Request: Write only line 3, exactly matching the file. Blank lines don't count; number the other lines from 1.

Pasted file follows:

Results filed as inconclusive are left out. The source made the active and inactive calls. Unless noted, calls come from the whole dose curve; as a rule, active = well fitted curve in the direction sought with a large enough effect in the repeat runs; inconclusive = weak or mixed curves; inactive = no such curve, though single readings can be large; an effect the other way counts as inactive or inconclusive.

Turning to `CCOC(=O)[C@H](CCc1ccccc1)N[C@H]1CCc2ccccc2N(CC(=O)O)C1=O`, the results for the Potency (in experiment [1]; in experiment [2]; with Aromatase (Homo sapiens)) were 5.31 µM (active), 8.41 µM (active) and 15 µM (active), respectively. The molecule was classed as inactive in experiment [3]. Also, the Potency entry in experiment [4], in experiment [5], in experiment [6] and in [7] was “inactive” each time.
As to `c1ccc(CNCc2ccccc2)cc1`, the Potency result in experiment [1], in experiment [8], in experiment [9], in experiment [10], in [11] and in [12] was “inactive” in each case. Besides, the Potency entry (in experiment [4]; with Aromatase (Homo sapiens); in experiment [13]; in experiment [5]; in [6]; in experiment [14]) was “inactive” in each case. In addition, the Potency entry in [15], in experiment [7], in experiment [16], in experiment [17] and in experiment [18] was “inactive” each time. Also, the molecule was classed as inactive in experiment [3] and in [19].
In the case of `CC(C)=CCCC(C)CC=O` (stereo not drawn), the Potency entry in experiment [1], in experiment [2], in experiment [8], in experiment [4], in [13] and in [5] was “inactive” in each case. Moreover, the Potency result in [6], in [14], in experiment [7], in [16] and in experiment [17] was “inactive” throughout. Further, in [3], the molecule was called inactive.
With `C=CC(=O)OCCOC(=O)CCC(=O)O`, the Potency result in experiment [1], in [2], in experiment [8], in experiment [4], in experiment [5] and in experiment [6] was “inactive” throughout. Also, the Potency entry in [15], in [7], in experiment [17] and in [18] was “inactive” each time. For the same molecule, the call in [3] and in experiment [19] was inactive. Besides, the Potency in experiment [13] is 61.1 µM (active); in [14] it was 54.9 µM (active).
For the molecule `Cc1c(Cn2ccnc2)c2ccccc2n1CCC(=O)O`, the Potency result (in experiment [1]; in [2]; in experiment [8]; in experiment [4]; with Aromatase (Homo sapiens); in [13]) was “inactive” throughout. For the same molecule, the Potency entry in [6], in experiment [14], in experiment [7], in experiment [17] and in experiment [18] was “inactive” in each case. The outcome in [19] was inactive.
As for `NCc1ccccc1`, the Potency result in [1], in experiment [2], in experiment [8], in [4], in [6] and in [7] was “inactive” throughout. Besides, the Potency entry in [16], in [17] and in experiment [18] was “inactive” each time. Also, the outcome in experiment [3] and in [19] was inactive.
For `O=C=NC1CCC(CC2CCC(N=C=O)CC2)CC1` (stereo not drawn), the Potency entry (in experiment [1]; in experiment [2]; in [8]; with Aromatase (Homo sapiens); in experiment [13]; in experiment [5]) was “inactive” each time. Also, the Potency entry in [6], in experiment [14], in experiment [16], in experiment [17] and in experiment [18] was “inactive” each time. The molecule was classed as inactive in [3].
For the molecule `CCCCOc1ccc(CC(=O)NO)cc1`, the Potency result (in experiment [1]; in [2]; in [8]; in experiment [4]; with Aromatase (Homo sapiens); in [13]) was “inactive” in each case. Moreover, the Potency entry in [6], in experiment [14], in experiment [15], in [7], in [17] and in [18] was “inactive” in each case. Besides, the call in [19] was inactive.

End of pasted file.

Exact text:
As to `c1ccc(CNCc2ccccc2)cc1`, the Potency result in experiment [1], in experiment [8], in experiment [9], in experiment [10], in [11] and in [12] was “inactive” in each case. Besides, the Potency entry (in experiment [4]; with Aromatase (Homo sapiens); in experiment [13]; in experiment [5]; in [6]; in experiment [14]) was “inactive” in each case. In addition, the Potency entry in [15], in experiment [7], in experiment [16], in experiment [17] and in experiment [18] was “inactive” each time. Also, the molecule was classed as inactive in experiment [3] and in [19].